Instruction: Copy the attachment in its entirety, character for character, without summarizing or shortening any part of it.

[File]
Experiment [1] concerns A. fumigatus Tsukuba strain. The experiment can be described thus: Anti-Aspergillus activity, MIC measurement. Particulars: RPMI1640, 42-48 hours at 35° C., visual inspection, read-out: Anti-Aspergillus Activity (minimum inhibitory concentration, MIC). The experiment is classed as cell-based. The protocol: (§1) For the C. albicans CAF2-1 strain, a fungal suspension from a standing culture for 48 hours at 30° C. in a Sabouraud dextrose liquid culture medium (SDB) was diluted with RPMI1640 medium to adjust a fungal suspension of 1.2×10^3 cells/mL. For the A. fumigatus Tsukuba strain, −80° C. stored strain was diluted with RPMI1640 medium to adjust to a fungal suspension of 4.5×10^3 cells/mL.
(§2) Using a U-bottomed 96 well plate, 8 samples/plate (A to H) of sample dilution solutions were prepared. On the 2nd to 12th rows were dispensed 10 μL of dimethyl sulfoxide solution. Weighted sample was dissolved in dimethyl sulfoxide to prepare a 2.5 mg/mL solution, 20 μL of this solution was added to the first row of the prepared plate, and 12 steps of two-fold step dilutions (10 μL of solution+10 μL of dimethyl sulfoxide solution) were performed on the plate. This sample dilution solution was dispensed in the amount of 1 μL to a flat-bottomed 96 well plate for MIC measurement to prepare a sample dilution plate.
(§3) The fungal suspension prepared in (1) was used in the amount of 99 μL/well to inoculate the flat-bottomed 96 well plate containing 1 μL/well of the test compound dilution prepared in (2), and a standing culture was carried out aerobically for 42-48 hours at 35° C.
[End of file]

Experiment [1] concerns A. fumigatus Tsukuba strain. The experiment can be described thus: Anti-Aspergillus activity, MIC measurement. Particulars: RPMI1640, 42-48 hours at 35° C., visual inspection, read-out: Anti-Aspergillus Activity (minimum inhibitory concentration, MIC). The experiment is classed as cell-based. The protocol: (§1) For the C. albicans CAF2-1 strain, a fungal suspension from a standing culture for 48 hours at 30° C. in a Sabouraud dextrose liquid culture medium (SDB) was diluted with RPMI1640 medium to adjust a fungal suspension of 1.2×10^3 cells/mL. For the A. fumigatus Tsukuba strain, −80° C. stored strain was diluted with RPMI1640 medium to adjust to a fungal suspension of 4.5×10^3 cells/mL.
(§2) Using a U-bottomed 96 well plate, 8 samples/plate (A to H) of sample dilution solutions were prepared. On the 2nd to 12th rows were dispensed 10 μL of dimethyl sulfoxide solution. Weighted sample was dissolved in dimethyl sulfoxide to prepare a 2.5 mg/mL solution, 20 μL of this solution was added to the first row of the prepared plate, and 12 steps of two-fold step dilutions (10 μL of solution+10 μL of dimethyl sulfoxide solution) were performed on the plate. This sample dilution solution was dispensed in the amount of 1 μL to a flat-bottomed 96 well plate for MIC measurement to prepare a sample dilution plate.
(§3) The fungal suspension prepared in (1) was used in the amount of 99 μL/well to inoculate the flat-bottomed 96 well plate containing 1 μL/well of the test compound dilution prepared in (2), and a standing culture was carried out aerobically for 42-48 hours at 35° C.